The Centers for Disease Control and Prevention is issuing a new, "temporary" moratorium on evictions, the agency announced Tuesday. The new moratorium, which CBS News confirmed earlier Tuesday would be announced, will be separate from the CDC's prior eviction moratorium that expired over the weekend.
The new order, which expires on October 3, covers counties experiencing "substantial" or "high" levels of COVID-19 spread. One source familiar with the moratorium said that currently includes about 80% of U.S. counties, or 90% of the U.S. population.
"The emergence of the delta variant has led to a rapid acceleration of community transmission in the United States, putting more Americans at increased risk, especially if they are unvaccinated," CDC Director Rochelle Walensky said Tuesday. "This moratorium is the right thing to do to keep people in their homes and out of congregate settings where COVID-19 spreads."
The latest moratorium order could face legal challenges, after the Supreme Court determined the Biden administration couldn't extend the previous moratorium eviction through executive action. As the latest eviction moratorium was about to end last week,. The White House to extend the moratorium.
In June, the Supreme Court decided in a 5-4 decision tothrough the end of July. One of the justices voting in the majority, Justice Brett Kavanaugh, made clear that he would block any additional extensions unless there was "clear and specific congressional authorization."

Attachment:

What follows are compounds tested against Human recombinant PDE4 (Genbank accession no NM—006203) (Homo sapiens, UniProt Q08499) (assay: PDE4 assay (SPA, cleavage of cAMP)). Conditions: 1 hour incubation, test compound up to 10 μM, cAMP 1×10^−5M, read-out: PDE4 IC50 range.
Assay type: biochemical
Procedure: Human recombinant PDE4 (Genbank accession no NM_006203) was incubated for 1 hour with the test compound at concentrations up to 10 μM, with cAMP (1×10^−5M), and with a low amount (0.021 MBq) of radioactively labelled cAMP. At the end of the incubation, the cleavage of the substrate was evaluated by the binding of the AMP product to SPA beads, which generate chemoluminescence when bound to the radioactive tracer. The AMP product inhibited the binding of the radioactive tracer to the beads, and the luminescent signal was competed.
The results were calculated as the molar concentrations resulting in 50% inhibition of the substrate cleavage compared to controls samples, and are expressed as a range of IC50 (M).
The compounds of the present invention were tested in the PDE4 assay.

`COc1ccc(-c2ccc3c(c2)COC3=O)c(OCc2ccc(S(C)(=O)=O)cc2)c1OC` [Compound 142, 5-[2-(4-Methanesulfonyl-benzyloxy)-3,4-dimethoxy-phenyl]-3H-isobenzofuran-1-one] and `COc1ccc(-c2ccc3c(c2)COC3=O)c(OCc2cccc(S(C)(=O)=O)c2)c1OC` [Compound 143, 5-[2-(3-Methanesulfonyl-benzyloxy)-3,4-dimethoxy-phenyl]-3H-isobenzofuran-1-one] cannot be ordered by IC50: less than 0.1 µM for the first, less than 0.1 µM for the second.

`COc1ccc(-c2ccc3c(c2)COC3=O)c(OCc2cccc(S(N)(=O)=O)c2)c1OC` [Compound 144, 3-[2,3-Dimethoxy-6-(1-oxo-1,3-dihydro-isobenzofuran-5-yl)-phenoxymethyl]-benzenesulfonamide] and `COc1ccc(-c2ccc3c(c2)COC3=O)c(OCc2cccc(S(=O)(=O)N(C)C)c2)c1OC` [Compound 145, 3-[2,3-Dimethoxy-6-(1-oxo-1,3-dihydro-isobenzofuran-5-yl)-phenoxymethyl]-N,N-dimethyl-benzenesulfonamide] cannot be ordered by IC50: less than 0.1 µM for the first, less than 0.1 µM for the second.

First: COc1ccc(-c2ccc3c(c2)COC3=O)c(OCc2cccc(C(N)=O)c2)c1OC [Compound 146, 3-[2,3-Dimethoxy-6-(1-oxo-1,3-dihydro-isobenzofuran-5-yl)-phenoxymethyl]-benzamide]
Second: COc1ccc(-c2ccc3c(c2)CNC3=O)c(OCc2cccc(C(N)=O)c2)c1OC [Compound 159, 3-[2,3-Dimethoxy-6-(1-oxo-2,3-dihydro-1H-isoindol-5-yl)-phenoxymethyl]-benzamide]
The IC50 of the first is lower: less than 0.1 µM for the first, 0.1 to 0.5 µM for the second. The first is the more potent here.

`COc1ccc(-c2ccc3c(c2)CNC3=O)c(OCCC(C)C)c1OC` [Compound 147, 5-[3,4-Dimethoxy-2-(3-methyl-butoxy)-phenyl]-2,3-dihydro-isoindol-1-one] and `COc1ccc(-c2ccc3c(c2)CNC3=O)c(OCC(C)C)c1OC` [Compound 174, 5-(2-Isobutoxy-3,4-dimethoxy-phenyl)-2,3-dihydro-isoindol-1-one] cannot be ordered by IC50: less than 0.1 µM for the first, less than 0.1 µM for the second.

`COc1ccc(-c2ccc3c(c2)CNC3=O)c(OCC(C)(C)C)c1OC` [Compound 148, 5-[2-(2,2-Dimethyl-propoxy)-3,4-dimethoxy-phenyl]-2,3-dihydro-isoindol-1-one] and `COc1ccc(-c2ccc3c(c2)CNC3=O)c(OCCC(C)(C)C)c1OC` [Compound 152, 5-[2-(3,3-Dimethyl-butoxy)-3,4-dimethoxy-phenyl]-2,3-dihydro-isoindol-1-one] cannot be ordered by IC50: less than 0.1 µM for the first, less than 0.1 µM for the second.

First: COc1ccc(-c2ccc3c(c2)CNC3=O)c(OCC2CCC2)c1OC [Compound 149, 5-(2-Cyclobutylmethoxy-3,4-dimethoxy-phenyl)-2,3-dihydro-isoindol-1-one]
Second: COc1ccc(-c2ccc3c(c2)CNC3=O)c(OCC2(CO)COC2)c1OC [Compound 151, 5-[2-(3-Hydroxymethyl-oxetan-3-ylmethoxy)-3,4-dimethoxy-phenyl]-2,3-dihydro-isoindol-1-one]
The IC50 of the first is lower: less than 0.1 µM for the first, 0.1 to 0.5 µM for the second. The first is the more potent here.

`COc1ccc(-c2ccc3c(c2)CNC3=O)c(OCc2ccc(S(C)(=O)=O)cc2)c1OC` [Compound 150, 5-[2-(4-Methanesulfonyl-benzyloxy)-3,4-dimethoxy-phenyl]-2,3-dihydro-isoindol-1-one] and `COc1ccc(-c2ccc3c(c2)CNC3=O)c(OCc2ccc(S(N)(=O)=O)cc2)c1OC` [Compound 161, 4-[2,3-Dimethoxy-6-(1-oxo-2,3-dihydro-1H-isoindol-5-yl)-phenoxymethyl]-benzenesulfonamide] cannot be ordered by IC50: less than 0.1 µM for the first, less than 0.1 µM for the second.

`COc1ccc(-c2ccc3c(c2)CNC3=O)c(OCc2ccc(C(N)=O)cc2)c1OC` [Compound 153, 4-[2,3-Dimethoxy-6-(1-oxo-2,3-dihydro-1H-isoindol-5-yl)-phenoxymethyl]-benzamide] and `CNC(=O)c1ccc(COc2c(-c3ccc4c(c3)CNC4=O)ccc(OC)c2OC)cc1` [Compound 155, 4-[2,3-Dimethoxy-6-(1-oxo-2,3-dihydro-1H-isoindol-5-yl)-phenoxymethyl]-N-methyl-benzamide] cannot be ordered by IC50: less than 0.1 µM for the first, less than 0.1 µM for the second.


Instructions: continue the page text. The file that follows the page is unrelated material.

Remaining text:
President Biden told reporters Tuesday afternoon he isn't sure whether the new eviction moratorium will pass constitutional muster, but any litigation would "probably give some additional time" for rental assistance funds to flow.
"Any call for a moratorium based on the Supreme Court's recent decision is likely to face obstacles. I've indicated to the CDC I'd like to look at other alternatives," the president told reporters Tuesday.
Meanwhile, public health officials raised concerns that allowing evictions to resume while the coronavirus is surging again could lead more people to.
has slept outside the Capitol to protest the end of the eviction moratorium, and call for action. She tweeted Tuesday afternoon that "our movement moved mountains."
"On Friday night, I came to the Capitol with my chair," Bush tweeted. "I refused to accept that Congress could leave for vacation while 11 million people faced eviction. For 5 days, we've been out here, demanding that our government acts to save lives. Today, our movement moved mountains."
Steven Portnoy and Alex Tin contributed to this report.